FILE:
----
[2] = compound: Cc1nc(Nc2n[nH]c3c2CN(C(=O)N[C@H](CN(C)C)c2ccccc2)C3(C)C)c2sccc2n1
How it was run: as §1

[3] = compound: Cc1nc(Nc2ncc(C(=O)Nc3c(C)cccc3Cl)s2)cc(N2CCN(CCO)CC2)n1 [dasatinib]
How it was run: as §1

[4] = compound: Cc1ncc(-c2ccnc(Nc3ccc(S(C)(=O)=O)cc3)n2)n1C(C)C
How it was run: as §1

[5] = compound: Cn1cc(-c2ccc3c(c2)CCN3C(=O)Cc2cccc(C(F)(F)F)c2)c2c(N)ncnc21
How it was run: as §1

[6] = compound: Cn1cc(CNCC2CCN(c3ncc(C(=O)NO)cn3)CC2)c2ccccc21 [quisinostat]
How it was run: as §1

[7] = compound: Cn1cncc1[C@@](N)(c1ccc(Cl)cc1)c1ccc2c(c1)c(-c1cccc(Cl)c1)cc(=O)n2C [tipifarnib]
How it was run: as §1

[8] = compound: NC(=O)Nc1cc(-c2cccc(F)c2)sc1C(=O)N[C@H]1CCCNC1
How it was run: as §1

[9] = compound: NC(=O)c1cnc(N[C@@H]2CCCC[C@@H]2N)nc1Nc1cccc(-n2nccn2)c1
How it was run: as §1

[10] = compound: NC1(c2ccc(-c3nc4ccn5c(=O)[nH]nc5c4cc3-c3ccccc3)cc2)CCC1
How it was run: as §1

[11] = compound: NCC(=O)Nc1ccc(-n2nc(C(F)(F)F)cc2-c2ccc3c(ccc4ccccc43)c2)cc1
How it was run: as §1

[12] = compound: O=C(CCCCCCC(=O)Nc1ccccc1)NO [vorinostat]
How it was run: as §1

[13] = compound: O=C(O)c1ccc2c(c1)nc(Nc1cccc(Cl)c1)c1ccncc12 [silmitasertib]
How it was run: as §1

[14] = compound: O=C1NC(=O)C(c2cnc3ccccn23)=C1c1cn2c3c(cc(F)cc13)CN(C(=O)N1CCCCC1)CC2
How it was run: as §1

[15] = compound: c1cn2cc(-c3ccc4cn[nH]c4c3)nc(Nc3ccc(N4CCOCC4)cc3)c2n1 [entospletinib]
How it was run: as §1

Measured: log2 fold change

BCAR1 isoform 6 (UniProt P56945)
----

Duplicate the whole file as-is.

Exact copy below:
[2] = compound: Cc1nc(Nc2n[nH]c3c2CN(C(=O)N[C@H](CN(C)C)c2ccccc2)C3(C)C)c2sccc2n1
How it was run: as §1

[3] = compound: Cc1nc(Nc2ncc(C(=O)Nc3c(C)cccc3Cl)s2)cc(N2CCN(CCO)CC2)n1 [dasatinib]
How it was run: as §1

[4] = compound: Cc1ncc(-c2ccnc(Nc3ccc(S(C)(=O)=O)cc3)n2)n1C(C)C
How it was run: as §1

[5] = compound: Cn1cc(-c2ccc3c(c2)CCN3C(=O)Cc2cccc(C(F)(F)F)c2)c2c(N)ncnc21
How it was run: as §1

[6] = compound: Cn1cc(CNCC2CCN(c3ncc(C(=O)NO)cn3)CC2)c2ccccc21 [quisinostat]
How it was run: as §1

[7] = compound: Cn1cncc1[C@@](N)(c1ccc(Cl)cc1)c1ccc2c(c1)c(-c1cccc(Cl)c1)cc(=O)n2C [tipifarnib]
How it was run: as §1

[8] = compound: NC(=O)Nc1cc(-c2cccc(F)c2)sc1C(=O)N[C@H]1CCCNC1
How it was run: as §1

[9] = compound: NC(=O)c1cnc(N[C@@H]2CCCC[C@@H]2N)nc1Nc1cccc(-n2nccn2)c1
How it was run: as §1

[10] = compound: NC1(c2ccc(-c3nc4ccn5c(=O)[nH]nc5c4cc3-c3ccccc3)cc2)CCC1
How it was run: as §1

[11] = compound: NCC(=O)Nc1ccc(-n2nc(C(F)(F)F)cc2-c2ccc3c(ccc4ccccc43)c2)cc1
How it was run: as §1

[12] = compound: O=C(CCCCCCC(=O)Nc1ccccc1)NO [vorinostat]
How it was run: as §1

[13] = compound: O=C(O)c1ccc2c(c1)nc(Nc1cccc(Cl)c1)c1ccncc12 [silmitasertib]
How it was run: as §1

[14] = compound: O=C1NC(=O)C(c2cnc3ccccn23)=C1c1cn2c3c(cc(F)cc13)CN(C(=O)N1CCCCC1)CC2
How it was run: as §1

[15] = compound: c1cn2cc(-c3ccc4cn[nH]c4c3)nc(Nc3ccc(N4CCOCC4)cc3)c2n1 [entospletinib]
How it was run: as §1

Measured: log2 fold change

BCAR1 isoform 6 (UniProt P56945)